Wednesday, August 9, 2017

Barn Lit By a Duck Egg, by Lillo Way

Lillo Way’s poems have appeared in New Orleans Review, Poet Lore, Tampa
Review, Tar River Poetry, Madison Review, The Sow’s Ear Poetry Review, Poetry
East, and Santa Fe Literary Review, among others. Seven of her poems are
included in anthologies. Way's full-length manuscript, Wingbone, was a
finalist for the 2015 Barry Spacks Poetry Prize from Gunpowder Press.

About the poem:

“Barn Lit by a Duck Egg” was written in direct response to a 3-hour workshop
led by Natalie Diaz, which was the best and most intense short poetry workshop
I’ve ever had the pleasure (and pain) of participating in. Charles Burchfield was
an early twentieth-century American painter. Olivier Messiaen was a 20th century
French composer. Burchfield describes hearing music projected from the
colors and shapes of objects. Messiaen describes seeing colors and patterns in
response to musical sounds.

Monday, August 7, 2017

The Pear Trees at Terezin, by Jennifer K. Sweeney

Jennifer K. Sweeney is the author of Little Spells (New Issues Press), James
Laughlin Award winner, How to Live on Bread and Music (Perugia Press), and
Salt Memory. A Pushcart Prizewinner, poems have recently appeared in The
Adroit Journal, The Awl, Stirring, Terrain, Tinderbox, Thrush, and Verse Daily.

About the poem:

“The Pear Trees at Terezin” was written after spending a month in the Czech Republic.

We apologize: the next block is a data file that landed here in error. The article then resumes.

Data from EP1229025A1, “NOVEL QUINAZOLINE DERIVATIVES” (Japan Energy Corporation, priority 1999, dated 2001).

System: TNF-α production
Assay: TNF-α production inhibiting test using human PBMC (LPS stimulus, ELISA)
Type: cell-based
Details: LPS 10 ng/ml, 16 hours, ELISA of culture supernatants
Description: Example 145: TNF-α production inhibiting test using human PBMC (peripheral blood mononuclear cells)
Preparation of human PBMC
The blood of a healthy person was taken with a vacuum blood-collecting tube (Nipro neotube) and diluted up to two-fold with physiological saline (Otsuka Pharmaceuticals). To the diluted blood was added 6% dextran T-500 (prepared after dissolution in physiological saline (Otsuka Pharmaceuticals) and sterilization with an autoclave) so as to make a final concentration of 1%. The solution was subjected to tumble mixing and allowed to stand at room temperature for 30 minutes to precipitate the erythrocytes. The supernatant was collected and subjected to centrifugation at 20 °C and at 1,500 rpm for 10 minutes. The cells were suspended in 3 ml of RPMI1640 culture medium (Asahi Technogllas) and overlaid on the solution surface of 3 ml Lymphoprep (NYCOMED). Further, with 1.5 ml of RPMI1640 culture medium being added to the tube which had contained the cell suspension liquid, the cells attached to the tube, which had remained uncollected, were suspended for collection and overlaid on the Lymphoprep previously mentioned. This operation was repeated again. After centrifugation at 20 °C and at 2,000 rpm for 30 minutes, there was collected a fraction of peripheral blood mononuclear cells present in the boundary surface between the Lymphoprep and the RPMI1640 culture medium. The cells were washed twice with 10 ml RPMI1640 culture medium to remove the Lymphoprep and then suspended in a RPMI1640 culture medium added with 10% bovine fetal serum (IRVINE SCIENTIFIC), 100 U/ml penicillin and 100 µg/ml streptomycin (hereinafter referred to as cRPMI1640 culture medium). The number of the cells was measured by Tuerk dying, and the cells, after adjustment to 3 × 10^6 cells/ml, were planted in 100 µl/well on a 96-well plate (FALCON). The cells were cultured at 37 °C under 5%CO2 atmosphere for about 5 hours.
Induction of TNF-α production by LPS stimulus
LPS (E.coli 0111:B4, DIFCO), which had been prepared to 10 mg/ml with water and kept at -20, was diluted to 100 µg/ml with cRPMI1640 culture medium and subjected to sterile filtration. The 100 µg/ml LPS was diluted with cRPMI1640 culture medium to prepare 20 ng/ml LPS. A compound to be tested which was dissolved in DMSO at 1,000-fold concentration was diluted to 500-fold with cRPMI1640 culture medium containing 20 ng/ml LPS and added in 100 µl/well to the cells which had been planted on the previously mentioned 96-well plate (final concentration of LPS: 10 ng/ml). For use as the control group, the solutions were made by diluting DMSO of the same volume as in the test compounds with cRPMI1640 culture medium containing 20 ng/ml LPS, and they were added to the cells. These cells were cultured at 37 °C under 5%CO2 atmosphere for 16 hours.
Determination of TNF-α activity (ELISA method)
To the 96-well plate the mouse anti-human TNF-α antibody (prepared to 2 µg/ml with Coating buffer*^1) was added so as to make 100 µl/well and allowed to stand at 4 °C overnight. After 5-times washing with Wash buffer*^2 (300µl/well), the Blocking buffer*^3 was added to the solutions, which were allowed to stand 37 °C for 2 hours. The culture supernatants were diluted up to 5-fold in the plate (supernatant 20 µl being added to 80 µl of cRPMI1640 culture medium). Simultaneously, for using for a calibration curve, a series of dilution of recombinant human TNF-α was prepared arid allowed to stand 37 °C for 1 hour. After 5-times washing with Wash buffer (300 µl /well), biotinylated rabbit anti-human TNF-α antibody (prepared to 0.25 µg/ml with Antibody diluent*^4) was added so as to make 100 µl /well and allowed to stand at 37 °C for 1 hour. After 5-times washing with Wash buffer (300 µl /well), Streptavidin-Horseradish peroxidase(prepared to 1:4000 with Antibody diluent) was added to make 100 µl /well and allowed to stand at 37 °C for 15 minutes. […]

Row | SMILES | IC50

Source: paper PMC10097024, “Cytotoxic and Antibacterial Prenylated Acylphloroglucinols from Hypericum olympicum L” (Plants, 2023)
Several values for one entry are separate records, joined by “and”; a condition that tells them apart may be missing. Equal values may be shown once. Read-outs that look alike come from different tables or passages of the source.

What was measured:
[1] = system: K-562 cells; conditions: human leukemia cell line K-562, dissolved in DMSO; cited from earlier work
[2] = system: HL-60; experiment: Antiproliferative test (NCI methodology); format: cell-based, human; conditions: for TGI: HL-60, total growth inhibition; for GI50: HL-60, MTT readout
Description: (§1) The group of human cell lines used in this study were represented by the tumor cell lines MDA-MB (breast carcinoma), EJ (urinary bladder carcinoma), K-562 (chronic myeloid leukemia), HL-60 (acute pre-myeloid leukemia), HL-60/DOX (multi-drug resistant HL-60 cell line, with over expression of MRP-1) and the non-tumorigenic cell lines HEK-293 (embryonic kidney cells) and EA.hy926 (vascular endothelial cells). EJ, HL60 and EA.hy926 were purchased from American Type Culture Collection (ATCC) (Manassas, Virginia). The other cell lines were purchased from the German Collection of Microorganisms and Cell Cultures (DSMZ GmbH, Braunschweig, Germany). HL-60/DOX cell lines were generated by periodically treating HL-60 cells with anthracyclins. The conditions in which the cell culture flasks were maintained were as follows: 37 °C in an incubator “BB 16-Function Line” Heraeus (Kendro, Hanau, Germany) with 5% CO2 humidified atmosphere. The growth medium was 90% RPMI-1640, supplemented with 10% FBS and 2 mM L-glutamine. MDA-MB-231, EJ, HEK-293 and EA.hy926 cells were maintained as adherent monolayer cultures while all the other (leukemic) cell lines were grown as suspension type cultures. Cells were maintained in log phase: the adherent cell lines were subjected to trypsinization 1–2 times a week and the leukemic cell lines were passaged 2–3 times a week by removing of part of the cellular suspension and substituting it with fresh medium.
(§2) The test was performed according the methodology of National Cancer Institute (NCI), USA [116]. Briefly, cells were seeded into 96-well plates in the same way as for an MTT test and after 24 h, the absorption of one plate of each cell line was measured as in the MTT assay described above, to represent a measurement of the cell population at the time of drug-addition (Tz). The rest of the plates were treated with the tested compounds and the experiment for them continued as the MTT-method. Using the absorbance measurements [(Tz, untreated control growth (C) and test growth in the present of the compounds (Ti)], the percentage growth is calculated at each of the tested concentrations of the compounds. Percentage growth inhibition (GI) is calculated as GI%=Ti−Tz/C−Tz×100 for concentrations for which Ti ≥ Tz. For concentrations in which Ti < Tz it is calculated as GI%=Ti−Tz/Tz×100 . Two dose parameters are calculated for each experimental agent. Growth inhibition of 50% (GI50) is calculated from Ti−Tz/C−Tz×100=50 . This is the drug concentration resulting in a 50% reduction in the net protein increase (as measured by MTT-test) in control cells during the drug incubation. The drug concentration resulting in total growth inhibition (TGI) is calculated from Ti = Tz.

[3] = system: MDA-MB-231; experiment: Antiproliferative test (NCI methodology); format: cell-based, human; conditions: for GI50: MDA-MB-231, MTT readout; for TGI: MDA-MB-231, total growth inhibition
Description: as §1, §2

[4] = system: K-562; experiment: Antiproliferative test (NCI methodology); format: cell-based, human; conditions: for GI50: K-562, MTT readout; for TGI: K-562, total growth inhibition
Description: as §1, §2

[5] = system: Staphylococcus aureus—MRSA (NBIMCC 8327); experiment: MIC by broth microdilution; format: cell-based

My travels triggered so many folds of memory and experience that what I could tangibly
remember and what was part of me solely through ancestry felt embedded into the
present. At times I felt like I was reaching far back into my lineage, and at others, spun
out of that dream-like tumble, having never been so far away from my story.

Saturday, August 5, 2017

The Scientists Agree, by Nate Stein

Nate Stein is an international human rights attorney in New York City. His work has appeared, or is forthcoming, in Wordriot, Isthmus, Gravel, and The Santa Clara Review, as well as The NYU Journal of International Law and Politics, The NYU Law Magazine, The Orlando Sentinel, and Shanghai Expat Magazine.

About the poem:

It often takes me between a week and a month to think a thought. I wrote these [poems] when
I was thinking about how as I get older I don’t feel afraid as frequently. But I miss that feeling. I have had success in life and I miss being scared of failing and I also miss being allowed to fail.

Thursday, August 3, 2017

California Dry, by Patricia L. Scruggs

Patricia L. Scruggs lives in Southern California. She is the author of Forget the Moon (2015). Her work has appeared in ONTHEBUS, Spillway, RATTLE, Calyx, and Cultural Weekly, among others, as well as the anthologies 13 Los Angles Poets, So Luminous the Wildflowers, and Beyond the Lyric Moment.

About the poem:

Last summer, during our 5-year drought, I began listing all of the names of places that were burning or had burned that year. I noted how many bore the names of saints. A poem began to emerge. The rest is court reporting of an incident during water aerobics and the scene around us—taking in the beauty of the day while parts of California were burning.